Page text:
- The first edition of The Easy Instructor is now thought to have been published in 1801, rather than 1802, but the best evidence in 1965 pointed to the 1802 date Hamrick provides.—Ed. [↩]
Priestley Miller, in editing this article for inclusion in the September 20, 1965 issue of the Harpeth Valley Sacred Harp News 2, no. 4, inserted the following elaboration of the utility of the shape-note system:
After learning the scale intervals thoroughly as related to the shapes, it is then possible to read any part of any tune written in shape-notes with amazing ease and accuracy. The sharps and flats in the signature do not concern the singer. The keynote, “fa” is given by the person doing the pitching and from that point the shapes automatically convey the position of the half-steps. If the demands of melody require additional half-steps, an accidental is inserted, but in Sacred Harp music these are rare. After ascertaining the tonic, or keynote, of a piece of music, the singer knows instantly from both the shape of the succeeding note, and from its approximate distance from the key-note, just what the degree is, whether it be a third, sixth, fifth, octave, etc. The fact that three of the four shapes are used twice within the octave is no problem inasmuch as, for example, the sixth, “la”, is an easily recognizable distance from the key-note than is the “la” representing the third. This is likewise true of “fa” whose triangle shape appears as the first, the keynote, as well as the fourth and the eighth, the octave. Also, the ovals, “sol”, which appear as the second and the fifth are easily distinguished. The diamond, “mi”, appears only once, as the seventh.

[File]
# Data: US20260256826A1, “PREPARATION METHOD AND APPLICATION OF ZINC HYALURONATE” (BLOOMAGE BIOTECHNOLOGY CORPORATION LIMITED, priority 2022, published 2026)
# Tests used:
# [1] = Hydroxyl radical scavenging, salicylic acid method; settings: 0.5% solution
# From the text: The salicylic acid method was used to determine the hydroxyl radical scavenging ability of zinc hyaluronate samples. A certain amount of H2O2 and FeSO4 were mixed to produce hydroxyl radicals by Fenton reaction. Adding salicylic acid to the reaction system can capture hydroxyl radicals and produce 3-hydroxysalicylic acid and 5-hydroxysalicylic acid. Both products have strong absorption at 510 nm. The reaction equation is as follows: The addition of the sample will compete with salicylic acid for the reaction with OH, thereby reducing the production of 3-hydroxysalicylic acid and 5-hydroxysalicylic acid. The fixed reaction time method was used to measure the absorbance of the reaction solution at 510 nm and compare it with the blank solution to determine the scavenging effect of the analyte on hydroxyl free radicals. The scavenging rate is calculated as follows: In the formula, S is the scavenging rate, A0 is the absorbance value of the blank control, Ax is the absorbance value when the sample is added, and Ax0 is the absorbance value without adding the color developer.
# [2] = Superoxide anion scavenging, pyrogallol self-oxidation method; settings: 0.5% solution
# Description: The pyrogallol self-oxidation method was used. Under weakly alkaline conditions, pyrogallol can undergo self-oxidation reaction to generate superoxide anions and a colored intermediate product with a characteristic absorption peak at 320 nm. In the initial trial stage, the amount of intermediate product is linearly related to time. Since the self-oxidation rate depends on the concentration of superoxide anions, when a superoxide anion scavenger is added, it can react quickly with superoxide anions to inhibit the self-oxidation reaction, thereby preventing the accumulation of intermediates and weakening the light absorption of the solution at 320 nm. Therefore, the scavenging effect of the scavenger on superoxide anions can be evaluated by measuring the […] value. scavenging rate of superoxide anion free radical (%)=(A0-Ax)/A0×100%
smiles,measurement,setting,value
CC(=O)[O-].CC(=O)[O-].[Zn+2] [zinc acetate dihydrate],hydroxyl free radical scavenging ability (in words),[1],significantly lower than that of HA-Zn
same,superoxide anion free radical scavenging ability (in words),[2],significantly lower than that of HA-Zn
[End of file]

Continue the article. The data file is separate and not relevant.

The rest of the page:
- George Pullen Jackson, White Spirituals in the Southern Uplands: The Story of the Fasola Folk, Their Songs, Singings, and “Buckwheat Notes” (Chapel Hill: University of North Carolina Press, 1933). [↩]
- William Hauser, The Hesperian Harp (Philadelphia: Printed by T.K. & P.G. Collins, 1848). [↩]
- Andrew Law, The Art of Singing: In Three Parts (Cambridge, MA: W. Hilliard, 1803). [↩]
- J. B. Aikin, ed., The Christian Minstrel: A New System of Musical Notation, 12th Ed. (Philadelphia: T. K. Collins, 1853 ). [↩]
- Marrocco, “The Notation in American Sacred Music Collections,” 141. [↩]
- Allen P. Britton, “Music in Early American Public Education: A Historical Critique,” Yearbook of the National Society for Study of Education 57 (1958): 195–211. [↩]